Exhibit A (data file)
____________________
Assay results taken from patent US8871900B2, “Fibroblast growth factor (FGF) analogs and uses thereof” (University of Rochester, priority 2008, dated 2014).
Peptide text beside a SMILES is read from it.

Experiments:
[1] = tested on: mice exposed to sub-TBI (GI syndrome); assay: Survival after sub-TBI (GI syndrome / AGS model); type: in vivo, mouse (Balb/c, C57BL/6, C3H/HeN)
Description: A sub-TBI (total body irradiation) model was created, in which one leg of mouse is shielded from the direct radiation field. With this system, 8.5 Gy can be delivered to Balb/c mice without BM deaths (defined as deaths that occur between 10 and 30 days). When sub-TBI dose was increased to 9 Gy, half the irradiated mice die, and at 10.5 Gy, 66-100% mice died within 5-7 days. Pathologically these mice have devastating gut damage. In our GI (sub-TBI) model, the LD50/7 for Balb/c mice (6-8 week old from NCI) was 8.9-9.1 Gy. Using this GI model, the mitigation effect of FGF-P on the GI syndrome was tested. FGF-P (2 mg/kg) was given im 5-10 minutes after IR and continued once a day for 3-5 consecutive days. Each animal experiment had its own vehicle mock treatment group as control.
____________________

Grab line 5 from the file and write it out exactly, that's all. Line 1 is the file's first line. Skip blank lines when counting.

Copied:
Description: A sub-TBI (total body irradiation) model was created, in which one leg of mouse is shielded from the direct radiation field. With this system, 8.5 Gy can be delivered to Balb/c mice without BM deaths (defined as deaths that occur between 10 and 30 days). When sub-TBI dose was increased to 9 Gy, half the irradiated mice die, and at 10.5 Gy, 66-100% mice died within 5-7 days. Pathologically these mice have devastating gut damage. In our GI (sub-TBI) model, the LD50/7 for Balb/c mice (6-8 week old from NCI) was 8.9-9.1 Gy. Using this GI model, the mitigation effect of FGF-P on the GI syndrome was tested. FGF-P (2 mg/kg) was given im 5-10 minutes after IR and continued once a day for 3-5 consecutive days. Each animal experiment had its own vehicle mock treatment group as control.